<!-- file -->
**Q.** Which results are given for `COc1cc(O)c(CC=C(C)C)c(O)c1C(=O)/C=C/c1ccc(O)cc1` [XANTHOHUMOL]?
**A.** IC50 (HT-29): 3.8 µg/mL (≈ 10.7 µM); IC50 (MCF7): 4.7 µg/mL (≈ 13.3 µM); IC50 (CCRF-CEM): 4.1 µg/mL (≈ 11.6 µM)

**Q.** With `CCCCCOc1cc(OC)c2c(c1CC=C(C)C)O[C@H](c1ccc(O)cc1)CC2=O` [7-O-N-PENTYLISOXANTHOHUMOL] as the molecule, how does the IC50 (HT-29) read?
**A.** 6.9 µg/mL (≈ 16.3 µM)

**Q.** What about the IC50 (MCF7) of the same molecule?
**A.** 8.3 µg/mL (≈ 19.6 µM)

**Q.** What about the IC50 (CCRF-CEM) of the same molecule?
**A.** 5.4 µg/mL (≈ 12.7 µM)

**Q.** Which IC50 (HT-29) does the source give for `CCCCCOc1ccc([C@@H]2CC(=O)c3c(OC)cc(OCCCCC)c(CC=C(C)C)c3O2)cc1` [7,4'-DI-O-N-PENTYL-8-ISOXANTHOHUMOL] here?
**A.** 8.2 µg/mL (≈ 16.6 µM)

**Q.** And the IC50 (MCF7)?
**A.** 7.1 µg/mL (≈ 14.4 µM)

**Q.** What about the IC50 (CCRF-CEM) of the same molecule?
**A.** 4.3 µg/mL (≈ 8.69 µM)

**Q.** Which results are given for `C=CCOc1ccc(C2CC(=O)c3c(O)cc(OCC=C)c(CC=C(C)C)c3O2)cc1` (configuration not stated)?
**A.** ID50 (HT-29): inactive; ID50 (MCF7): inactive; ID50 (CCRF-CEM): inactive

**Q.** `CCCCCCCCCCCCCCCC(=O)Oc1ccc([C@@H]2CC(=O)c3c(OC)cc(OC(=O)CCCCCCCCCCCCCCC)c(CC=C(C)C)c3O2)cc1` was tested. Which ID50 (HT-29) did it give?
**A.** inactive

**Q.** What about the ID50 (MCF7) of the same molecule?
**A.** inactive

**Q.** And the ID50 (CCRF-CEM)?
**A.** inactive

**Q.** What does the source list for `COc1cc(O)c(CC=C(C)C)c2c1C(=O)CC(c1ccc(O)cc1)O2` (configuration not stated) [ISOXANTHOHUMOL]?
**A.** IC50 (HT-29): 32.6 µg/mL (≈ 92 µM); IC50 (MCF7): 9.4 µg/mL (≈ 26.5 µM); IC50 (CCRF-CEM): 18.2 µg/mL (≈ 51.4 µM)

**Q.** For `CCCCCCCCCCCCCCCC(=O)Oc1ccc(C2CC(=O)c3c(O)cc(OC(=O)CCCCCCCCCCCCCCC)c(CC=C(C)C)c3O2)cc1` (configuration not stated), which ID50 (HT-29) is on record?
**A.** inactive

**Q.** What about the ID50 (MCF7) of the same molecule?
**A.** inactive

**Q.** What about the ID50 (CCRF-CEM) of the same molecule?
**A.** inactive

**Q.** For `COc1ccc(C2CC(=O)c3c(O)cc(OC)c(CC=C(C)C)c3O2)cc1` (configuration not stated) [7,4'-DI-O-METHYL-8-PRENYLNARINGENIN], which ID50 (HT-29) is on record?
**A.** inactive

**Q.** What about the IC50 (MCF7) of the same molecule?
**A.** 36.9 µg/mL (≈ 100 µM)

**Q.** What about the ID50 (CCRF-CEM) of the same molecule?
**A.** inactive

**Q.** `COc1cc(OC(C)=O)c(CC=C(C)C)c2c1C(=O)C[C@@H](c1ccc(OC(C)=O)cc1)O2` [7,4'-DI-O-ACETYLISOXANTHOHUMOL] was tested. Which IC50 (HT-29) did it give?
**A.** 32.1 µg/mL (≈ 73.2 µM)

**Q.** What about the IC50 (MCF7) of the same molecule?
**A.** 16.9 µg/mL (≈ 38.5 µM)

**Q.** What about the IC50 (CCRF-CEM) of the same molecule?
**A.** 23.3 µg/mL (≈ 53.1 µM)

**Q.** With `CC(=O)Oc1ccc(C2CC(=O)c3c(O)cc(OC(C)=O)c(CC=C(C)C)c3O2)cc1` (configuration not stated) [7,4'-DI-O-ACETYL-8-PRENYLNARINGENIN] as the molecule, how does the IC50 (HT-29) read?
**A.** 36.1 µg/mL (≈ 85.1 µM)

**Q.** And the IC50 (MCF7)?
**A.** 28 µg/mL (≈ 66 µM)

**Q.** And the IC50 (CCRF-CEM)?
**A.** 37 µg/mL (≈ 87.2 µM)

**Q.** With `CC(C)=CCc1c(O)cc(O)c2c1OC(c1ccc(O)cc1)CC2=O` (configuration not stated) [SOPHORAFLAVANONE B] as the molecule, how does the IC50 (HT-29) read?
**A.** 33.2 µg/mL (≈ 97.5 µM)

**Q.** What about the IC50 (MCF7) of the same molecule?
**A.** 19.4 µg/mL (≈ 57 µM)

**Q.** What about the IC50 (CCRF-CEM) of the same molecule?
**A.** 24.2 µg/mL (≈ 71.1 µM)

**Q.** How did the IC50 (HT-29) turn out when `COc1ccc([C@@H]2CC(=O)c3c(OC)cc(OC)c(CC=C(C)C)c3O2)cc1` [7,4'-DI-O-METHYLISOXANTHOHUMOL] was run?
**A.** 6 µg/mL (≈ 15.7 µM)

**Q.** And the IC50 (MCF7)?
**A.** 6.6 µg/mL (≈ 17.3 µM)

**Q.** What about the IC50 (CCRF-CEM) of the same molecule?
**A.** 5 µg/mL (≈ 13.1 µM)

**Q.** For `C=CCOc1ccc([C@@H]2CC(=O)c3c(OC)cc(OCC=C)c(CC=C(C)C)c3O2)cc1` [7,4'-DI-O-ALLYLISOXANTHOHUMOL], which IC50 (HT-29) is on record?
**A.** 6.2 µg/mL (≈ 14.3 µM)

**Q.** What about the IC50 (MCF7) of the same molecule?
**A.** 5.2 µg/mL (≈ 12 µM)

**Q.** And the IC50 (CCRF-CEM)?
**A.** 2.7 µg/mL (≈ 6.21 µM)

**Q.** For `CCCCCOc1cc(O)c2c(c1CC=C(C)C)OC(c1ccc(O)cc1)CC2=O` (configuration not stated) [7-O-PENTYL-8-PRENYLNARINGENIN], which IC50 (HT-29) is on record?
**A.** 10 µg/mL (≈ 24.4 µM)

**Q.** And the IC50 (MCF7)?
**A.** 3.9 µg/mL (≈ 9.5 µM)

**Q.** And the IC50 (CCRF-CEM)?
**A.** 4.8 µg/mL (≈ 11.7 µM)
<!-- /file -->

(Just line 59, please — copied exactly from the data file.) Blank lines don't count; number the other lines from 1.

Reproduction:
**Q.** What about the IC50 (CCRF-CEM) of the same molecule?